P-Rex, Fig. 2

Signaling pathways mediated through P-Rex1 and P-Rex2. Direct regulation was indicated as solid lines. Indirect activation was shown as dashed line

Physiological Roles

P-Rex plays important roles in Rac-mediated actin polymerization that leads to lamellipodia formation, ROS production, and transcriptional regulation. P-Rex1 is highly expressed in peripheral blood leukocytes and the brain (Donald et al. 2008; Welch et al. 2002; Yoshizawa et al. 2005), and P-Rex2 is abundant in the lung and brain (Donald et al. 2008). In contrast to P-Rex1, expressed widely throughout the whole brain (Donald et al. 2008; Yoshizawa et al. 2005), P-Rex2 expression is more restricted to the cerebellum (Donald et al. 2008). P-Rex2B expression was shown, by northern blots, to be only in the heart (Donald et al. 2004). Knockout mice of P-Rex1 (Donald et al. 2008; Dong et al. 2005; Hill et al. 2005) and P-Rex2 (Donald et al. 2008) revealed their physiological and developmental roles. In peripheral blood leukocytes, P-Rex1 is involved in GPCR (G protein-coupled receptor)-dependent Rac activation, ROS production, cell migration, and cell adhesion (Dong et al. 2005; Lawson et al. 2011; Welch et al. 2002, 2005). P-Rex1 knockout mice also exhibit defects of Rac1 activation, cell migration, and superoxide production in macrophages (Wang et al. 2008). P-Rex2 regulates dendrite structure in mouse cerebellar Purkinje cells (Donald et al. 2008). P-Rex1/P-Rex2 double knockout mice grow up healthy and are fertile but show morphological defects in cerebellar Purkinje cells and a strong motor coordination defect (Donald et al. 2008).

Roles in Cancer

Overexpression of Rho-family GTPases and GEFs participates in cancer progression and metastasis in various types of tumors. Recently, several studies indicated the involvement of P-Rex genes in proliferation and metastasis in breast and prostate tumors (Fine et al. 2009; Kim et al. 2011; Montero et al. 2011; Qin et al. 2009; Sosa et al. 2010). The human P-Rex1 gene is located on the chromosome 20q13, which is a region frequently amplified in breast cancer, and P-Rex2 gene is on the chromosome 8q13, a region of high amplification in breast, prostate, ovarian, and colorectal cancers. Indeed, it has been recently reported that P-Rex1 mediates Erb2-dependent migration and tumorigenesis in breast cancer cells (Montero et al. 2011; Sosa et al. 2010) and promotes spontaneous metastasis in prostate cancer cells (Qin et al. 2009). P-Rex2 is also highly expressed in several human cancers and directly inhibits phosphatase activity of PTEN (Fine et al. 2009), which is a tumor suppressor frequently mutated in human cancers and an enzyme that dephosphorylates PI(3,4,5)P3 into PI(4,5)P2. P-Rex2-mediated inhibition of PTEN accumulates PIP3 and consequently promotes cell proliferation with activation of Akt in breast cancer cells (Fine et al. 2009).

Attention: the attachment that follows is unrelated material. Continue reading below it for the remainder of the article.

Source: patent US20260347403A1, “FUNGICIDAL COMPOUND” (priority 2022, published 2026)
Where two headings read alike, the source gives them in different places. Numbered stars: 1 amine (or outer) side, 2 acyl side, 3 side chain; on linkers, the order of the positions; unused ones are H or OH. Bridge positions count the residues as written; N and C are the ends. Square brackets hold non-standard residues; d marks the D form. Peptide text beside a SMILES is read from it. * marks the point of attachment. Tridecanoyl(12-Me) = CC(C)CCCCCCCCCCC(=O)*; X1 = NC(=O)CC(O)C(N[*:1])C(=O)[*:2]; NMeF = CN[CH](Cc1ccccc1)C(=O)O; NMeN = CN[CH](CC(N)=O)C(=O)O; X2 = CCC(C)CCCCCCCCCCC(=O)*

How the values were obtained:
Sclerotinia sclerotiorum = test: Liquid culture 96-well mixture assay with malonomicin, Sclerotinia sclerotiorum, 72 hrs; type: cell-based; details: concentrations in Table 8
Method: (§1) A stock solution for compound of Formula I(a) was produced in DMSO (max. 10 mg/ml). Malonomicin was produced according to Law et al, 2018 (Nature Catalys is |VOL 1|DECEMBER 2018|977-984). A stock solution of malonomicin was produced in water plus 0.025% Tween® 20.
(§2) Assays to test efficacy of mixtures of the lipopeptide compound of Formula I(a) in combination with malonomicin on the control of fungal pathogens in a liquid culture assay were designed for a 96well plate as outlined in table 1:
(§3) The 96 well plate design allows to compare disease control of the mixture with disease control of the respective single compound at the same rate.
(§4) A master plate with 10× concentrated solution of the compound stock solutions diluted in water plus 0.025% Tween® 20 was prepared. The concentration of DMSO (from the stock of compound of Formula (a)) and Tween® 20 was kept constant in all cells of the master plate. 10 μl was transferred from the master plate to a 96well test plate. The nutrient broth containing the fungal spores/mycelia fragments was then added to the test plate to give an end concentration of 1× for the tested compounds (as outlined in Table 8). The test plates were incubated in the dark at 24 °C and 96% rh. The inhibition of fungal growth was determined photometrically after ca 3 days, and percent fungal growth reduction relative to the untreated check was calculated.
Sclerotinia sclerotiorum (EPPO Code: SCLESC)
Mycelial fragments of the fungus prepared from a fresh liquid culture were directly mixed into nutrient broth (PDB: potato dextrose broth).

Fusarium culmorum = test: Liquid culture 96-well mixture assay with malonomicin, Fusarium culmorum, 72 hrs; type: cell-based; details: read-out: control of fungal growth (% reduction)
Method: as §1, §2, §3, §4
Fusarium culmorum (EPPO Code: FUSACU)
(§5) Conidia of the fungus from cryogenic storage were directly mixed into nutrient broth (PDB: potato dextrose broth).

Summary and Perspective

P-Rex proteins function as Rac activators and are involved in ROS production, cell morphology, migration, proliferation, and gene expression in various cells and tissues. P-Rex is activated by heterotrimeric G proteins, RTK and PI3K-pathways, and inhibited by cAMP/PKA signals, allowing it to potentially integrate various hormonal stimuli into a Rac signaling. It is unclear how P-Rex keeps basal activity low and is activated by Gβγ and the molecules. Although the catalytic core structure of P-Rex1 including DH/PH domains was reported (Cash et al. 2016), whole structure analysis of P-Rex should provide insights into understanding the regulation mechanisms. Higher expression level of P-Rex1 is linked to malignancy in human breast and prostate tumors, and potentiates RTK signals. However, the mechanisms of how RTK signals activate P-Rex/Rac pathway have not been clarified. Two potential mechanisms for activation of P-Rex pathways indirectly through transactivation of G proteins or by phosphorylation and dephosphorylation control of P-Rex by RTK signaling have been described, but a more detailed analysis should yield better understanding of multiple P-Rex1 regulations.

References

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Copyright information

© Springer International Publishing AG 2018

Authors and Affiliations

  1. 1.TEMASEK Life Science LaboratoryNational University of SingaporeSingaporeSingapore
  2. 2.Division of Biomedical ScienceNara Institute of Science and TechnologyIkoma, NaraJapan